The mouse: âHey, you â baby, over there! Thatâs my cheese!â
The baby: âFinders keepers losers weepers, my friend.â
The mouse: âAh, come on mate. Youâve got an endless supply of milk at the drop of a tear. Youâre constantly the centre of attention and everyone around you is desperate to please you. I, on the other hand, am a tiny little rodent who lives under the cracks in the floorboards. My mum was killed by your cat last month and Iâm an orphan. That cheese is the only thing I have left to live for.â
The baby: âHmm, when you put it like that âŚâ
The mouse: âYou have an average lifespan of about 80 (well, depending on your socio-economic status), whereas Iâll, at most, live for a few months (if Iâm lucky). Not to be hard-done-by or anything, but you can see where Iâm going with this âŚâ
The baby: âWell yes, to an extent my lifespan does look rosier than yours. But if I contract something like cancer âŚâ
The mouse: âIf you contract something like cancer one of my comrades from the old days will undergo tests to ensure that you survive. In fact, theyâre busy down at the lab as we speak! I probably wonât see my poor brother again, but heâs a hero in my eyes.â
The baby: âUm, not sure if you read the paper this morning or just bit your way through it, but the latest news is that a high-profile boycott campaign is being launched by animal rights campaigners, Animal Aid. Theyâre planning to take out a series of newspaper adverts urging the public to stop giving money to four of the biggest health charities in the
The mouse: âOh âŚâ
The baby: âOh indeed. The said campaigners have released a report called âVictims of Charityâ which have highlighted charity-funded tests which caused âappalling sufferingâ to animals. And its director, Andrew Tyler, has said that âthe public do not like the idea of animals enduring great suffering to no purpose.â
The mouse: âIf you donât mind me saying so, I think thatâs both irresponsible and damaging.â
The baby: âI donât mind you saying so at all â in fact, you have just merely echoed the words of the charities and scientists who are equally appalled by whatâs going on. And as Professor Tipu Aziz, who used animals as part of his work on Alzheimerâs, said: âif you stop animal research you will stop medical progressâ. Which means, buster, my life may not be as rich as you initially anticipated.â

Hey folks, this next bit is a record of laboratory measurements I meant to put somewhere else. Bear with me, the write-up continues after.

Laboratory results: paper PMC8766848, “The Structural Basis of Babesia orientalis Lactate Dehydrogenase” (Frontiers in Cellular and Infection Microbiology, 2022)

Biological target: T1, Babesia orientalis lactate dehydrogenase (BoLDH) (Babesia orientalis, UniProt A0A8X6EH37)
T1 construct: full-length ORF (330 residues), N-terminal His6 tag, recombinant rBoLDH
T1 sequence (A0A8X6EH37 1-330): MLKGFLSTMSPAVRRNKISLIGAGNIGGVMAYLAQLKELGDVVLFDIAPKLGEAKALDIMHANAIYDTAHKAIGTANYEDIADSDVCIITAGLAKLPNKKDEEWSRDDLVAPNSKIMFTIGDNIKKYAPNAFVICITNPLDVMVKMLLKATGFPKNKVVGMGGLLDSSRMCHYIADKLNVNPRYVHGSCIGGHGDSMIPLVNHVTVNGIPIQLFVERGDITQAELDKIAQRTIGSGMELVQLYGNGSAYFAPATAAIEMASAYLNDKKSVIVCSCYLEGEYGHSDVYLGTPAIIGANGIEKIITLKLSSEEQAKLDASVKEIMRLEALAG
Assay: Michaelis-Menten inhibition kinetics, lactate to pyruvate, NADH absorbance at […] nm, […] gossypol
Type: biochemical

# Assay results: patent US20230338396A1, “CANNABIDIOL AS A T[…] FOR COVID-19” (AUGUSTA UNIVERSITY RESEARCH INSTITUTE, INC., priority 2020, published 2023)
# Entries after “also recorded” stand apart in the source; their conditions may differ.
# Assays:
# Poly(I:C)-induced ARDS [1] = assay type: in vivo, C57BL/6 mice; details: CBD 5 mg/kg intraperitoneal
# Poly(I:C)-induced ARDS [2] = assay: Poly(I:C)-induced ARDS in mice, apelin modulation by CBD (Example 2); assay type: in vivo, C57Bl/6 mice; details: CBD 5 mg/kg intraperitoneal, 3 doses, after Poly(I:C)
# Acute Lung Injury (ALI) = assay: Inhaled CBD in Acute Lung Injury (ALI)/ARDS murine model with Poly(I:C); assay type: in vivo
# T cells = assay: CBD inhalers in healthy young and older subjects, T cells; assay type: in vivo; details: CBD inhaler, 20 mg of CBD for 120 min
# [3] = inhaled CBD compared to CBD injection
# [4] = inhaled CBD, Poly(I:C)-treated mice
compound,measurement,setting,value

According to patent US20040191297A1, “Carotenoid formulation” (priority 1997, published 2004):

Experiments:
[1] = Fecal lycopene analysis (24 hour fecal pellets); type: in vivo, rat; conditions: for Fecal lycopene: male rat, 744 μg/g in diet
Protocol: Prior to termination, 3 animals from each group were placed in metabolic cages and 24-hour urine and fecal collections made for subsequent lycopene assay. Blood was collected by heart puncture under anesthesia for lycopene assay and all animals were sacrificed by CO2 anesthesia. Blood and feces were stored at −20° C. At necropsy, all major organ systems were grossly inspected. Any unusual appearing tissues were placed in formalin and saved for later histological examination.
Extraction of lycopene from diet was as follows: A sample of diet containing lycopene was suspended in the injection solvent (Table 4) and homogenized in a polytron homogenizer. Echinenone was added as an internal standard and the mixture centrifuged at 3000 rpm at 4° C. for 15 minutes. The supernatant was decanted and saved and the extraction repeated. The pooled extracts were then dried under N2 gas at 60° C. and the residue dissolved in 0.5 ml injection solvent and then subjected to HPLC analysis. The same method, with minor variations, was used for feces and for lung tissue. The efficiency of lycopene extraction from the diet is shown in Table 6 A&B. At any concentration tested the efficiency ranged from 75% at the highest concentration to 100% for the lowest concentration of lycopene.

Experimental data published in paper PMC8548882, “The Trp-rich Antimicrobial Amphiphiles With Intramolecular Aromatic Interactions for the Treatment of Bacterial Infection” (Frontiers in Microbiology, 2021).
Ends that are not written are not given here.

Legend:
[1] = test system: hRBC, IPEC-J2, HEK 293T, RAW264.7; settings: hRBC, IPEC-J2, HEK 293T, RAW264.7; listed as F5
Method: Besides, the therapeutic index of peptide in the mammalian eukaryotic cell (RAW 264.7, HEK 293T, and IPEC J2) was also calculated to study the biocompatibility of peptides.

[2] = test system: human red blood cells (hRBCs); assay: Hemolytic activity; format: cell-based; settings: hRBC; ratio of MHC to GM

The mouse: âIn that case âŚ wanna share my cheese?â
Thereâs a new TV show on tonight and I canât wait to watch it! It basically films a group of teenagers travelling to
No? Donât tickle your pickle? Well then you can always tune in next week to a documentary on paedophilia. Apparently paedophiles operate unchecked in many European countries, such as
Can you imagine? The horror, the scandal, the sheer disbelief! No upstanding, respectable broadcaster in this country would ever dabble in subject matter such as this.
Apart from the BBC, that is.
Okay, theyâve had their fair share of controversy over the years. Hell, we donât even need to look further back than last Christmas, as the baby-swap storyline in Eastenders both simultaneously shook and stunned the nation, and is still reverberating now with the too-intimate-for-some scenes recently portrayed between two homosexuals.
But at some point, we must distinguish between the inherent button-pressing nature of a soap, and a real-life documentation of an event which is not even legal in this country.
Even calling it âreal-lifeâ is a bit misleading. Because this weekâs highly contentious Choosing to Die by euthanasia campaigner, Sir Terry Pratchett had about as much to do with life as Princess Diana does.
900 complaints followed the documentary, which portrayed a 71- year old motor neurone disease sufferer dying on camera after arranging the legally assisted suicide and flying to the Dignitas clinic in
You see, whilst assisted suicide is illegal in this country (and most other countries), it is very much an accepted part of the constitution in
âI was ashamed that British people had to drag themselves to